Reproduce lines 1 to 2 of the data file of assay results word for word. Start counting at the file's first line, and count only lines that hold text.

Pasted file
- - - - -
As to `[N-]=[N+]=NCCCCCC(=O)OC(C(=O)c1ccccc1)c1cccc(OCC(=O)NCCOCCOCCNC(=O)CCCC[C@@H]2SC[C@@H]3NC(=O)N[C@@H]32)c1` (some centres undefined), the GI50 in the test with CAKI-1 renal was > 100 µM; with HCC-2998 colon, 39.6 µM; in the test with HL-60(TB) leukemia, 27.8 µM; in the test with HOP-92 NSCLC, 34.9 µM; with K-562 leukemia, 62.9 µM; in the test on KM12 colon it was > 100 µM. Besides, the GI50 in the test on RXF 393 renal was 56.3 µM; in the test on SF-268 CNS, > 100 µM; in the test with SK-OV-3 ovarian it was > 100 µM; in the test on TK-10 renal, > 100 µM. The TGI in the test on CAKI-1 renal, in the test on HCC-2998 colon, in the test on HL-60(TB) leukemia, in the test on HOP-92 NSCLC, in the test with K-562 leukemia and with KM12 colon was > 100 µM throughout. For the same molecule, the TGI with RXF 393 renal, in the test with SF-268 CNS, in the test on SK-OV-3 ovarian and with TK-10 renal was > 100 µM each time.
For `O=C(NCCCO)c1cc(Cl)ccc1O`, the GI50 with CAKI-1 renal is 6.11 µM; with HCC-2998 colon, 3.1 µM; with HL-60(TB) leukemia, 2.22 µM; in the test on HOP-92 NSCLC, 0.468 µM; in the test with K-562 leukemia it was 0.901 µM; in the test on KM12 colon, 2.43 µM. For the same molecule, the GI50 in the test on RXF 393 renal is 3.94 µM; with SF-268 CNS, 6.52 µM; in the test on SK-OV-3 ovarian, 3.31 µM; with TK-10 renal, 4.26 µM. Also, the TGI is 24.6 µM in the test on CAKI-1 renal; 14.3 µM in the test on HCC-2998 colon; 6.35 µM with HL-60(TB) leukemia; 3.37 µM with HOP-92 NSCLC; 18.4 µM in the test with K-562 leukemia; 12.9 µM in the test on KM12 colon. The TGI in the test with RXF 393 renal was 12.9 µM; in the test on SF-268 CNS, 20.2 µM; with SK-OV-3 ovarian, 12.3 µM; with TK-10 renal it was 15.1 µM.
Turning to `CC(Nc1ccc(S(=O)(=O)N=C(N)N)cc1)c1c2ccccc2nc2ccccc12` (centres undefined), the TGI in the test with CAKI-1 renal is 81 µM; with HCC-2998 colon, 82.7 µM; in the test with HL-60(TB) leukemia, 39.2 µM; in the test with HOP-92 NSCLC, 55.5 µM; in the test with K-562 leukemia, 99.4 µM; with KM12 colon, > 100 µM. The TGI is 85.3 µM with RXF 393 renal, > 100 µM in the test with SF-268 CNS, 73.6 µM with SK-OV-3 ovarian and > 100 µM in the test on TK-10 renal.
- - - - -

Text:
As to `[N-]=[N+]=NCCCCCC(=O)OC(C(=O)c1ccccc1)c1cccc(OCC(=O)NCCOCCOCCNC(=O)CCCC[C@@H]2SC[C@@H]3NC(=O)N[C@@H]32)c1` (some centres undefined), the GI50 in the test with CAKI-1 renal was > 100 µM; with HCC-2998 colon, 39.6 µM; in the test with HL-60(TB) leukemia, 27.8 µM; in the test with HOP-92 NSCLC, 34.9 µM; with K-562 leukemia, 62.9 µM; in the test on KM12 colon it was > 100 µM. Besides, the GI50 in the test on RXF 393 renal was 56.3 µM; in the test on SF-268 CNS, > 100 µM; in the test with SK-OV-3 ovarian it was > 100 µM; in the test on TK-10 renal, > 100 µM. The TGI in the test on CAKI-1 renal, in the test on HCC-2998 colon, in the test on HL-60(TB) leukemia, in the test on HOP-92 NSCLC, in the test with K-562 leukemia and with KM12 colon was > 100 µM throughout. For the same molecule, the TGI with RXF 393 renal, in the test with SF-268 CNS, in the test on SK-OV-3 ovarian and with TK-10 renal was > 100 µM each time.
For `O=C(NCCCO)c1cc(Cl)ccc1O`, the GI50 with CAKI-1 renal is 6.11 µM; with HCC-2998 colon, 3.1 µM; with HL-60(TB) leukemia, 2.22 µM; in the test on HOP-92 NSCLC, 0.468 µM; in the test with K-562 leukemia it was 0.901 µM; in the test on KM12 colon, 2.43 µM. For the same molecule, the GI50 in the test on RXF 393 renal is 3.94 µM; with SF-268 CNS, 6.52 µM; in the test on SK-OV-3 ovarian, 3.31 µM; with TK-10 renal, 4.26 µM. Also, the TGI is 24.6 µM in the test on CAKI-1 renal; 14.3 µM in the test on HCC-2998 colon; 6.35 µM with HL-60(TB) leukemia; 3.37 µM with HOP-92 NSCLC; 18.4 µM in the test with K-562 leukemia; 12.9 µM in the test on KM12 colon. The TGI in the test with RXF 393 renal was 12.9 µM; in the test on SF-268 CNS, 20.2 µM; with SK-OV-3 ovarian, 12.3 µM; with TK-10 renal it was 15.1 µM.